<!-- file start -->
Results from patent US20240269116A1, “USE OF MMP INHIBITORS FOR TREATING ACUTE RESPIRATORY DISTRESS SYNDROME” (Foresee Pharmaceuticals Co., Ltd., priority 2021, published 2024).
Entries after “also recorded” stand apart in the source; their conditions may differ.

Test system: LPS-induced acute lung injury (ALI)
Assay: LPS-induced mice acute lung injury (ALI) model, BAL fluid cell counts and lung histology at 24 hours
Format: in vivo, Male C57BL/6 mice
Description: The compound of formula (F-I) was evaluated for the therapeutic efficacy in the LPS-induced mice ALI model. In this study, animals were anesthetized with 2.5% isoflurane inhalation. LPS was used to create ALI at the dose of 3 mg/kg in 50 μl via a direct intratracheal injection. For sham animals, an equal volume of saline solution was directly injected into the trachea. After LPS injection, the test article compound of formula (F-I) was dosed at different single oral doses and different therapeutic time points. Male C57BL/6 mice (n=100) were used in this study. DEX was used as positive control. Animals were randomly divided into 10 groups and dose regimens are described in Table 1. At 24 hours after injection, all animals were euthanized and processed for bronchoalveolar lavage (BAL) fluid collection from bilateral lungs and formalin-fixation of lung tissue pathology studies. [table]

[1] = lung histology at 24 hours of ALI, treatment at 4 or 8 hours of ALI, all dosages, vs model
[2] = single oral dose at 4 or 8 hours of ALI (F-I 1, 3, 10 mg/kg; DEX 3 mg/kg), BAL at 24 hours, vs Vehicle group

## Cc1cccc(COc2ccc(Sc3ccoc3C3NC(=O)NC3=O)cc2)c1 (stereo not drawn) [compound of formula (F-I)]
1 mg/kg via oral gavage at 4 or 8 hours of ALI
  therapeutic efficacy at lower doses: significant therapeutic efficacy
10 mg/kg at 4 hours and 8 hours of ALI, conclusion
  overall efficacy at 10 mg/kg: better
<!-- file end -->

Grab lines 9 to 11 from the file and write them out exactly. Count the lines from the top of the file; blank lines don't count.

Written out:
## Cc1cccc(COc2ccc(Sc3ccoc3C3NC(=O)NC3=O)cc2)c1 (stereo not drawn) [compound of formula (F-I)]
1 mg/kg via oral gavage at 4 or 8 hours of ALI
  therapeutic efficacy at lower doses: significant therapeutic efficacy